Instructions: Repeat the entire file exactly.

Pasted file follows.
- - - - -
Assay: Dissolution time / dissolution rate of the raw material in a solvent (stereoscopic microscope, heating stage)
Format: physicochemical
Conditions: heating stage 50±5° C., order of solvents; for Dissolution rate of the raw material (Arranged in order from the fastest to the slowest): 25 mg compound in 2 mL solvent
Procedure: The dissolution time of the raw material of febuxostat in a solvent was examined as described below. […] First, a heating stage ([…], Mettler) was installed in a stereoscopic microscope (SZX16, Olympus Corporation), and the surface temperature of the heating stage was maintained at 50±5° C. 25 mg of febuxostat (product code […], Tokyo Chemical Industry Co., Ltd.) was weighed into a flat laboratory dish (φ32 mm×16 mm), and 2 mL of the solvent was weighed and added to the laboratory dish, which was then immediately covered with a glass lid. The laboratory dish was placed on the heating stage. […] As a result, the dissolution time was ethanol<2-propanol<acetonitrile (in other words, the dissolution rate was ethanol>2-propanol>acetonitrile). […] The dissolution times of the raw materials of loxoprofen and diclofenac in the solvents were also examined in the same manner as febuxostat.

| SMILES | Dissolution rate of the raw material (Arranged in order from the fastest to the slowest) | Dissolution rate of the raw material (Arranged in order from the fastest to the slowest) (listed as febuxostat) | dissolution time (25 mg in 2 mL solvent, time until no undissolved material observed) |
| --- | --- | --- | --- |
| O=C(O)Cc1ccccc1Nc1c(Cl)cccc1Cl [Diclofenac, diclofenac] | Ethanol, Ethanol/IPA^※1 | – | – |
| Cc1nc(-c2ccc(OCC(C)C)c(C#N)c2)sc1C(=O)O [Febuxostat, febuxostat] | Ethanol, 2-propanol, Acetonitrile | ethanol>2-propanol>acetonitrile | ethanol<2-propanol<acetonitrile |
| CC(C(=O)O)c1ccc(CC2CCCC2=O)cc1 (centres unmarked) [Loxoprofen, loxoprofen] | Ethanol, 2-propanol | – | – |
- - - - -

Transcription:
Assay: Dissolution time / dissolution rate of the raw material in a solvent (stereoscopic microscope, heating stage)
Format: physicochemical
Conditions: heating stage 50±5° C., order of solvents; for Dissolution rate of the raw material (Arranged in order from the fastest to the slowest): 25 mg compound in 2 mL solvent
Procedure: The dissolution time of the raw material of febuxostat in a solvent was examined as described below. […] First, a heating stage ([…], Mettler) was installed in a stereoscopic microscope (SZX16, Olympus Corporation), and the surface temperature of the heating stage was maintained at 50±5° C. 25 mg of febuxostat (product code […], Tokyo Chemical Industry Co., Ltd.) was weighed into a flat laboratory dish (φ32 mm×16 mm), and 2 mL of the solvent was weighed and added to the laboratory dish, which was then immediately covered with a glass lid. The laboratory dish was placed on the heating stage. […] As a result, the dissolution time was ethanol<2-propanol<acetonitrile (in other words, the dissolution rate was ethanol>2-propanol>acetonitrile). […] The dissolution times of the raw materials of loxoprofen and diclofenac in the solvents were also examined in the same manner as febuxostat.

| SMILES | Dissolution rate of the raw material (Arranged in order from the fastest to the slowest) | Dissolution rate of the raw material (Arranged in order from the fastest to the slowest) (listed as febuxostat) | dissolution time (25 mg in 2 mL solvent, time until no undissolved material observed) |
| --- | --- | --- | --- |
| O=C(O)Cc1ccccc1Nc1c(Cl)cccc1Cl [Diclofenac, diclofenac] | Ethanol, Ethanol/IPA^※1 | – | – |
| Cc1nc(-c2ccc(OCC(C)C)c(C#N)c2)sc1C(=O)O [Febuxostat, febuxostat] | Ethanol, 2-propanol, Acetonitrile | ethanol>2-propanol>acetonitrile | ethanol<2-propanol<acetonitrile |
| CC(C(=O)O)c1ccc(CC2CCCC2=O)cc1 (centres unmarked) [Loxoprofen, loxoprofen] | Ethanol, 2-propanol | – | – |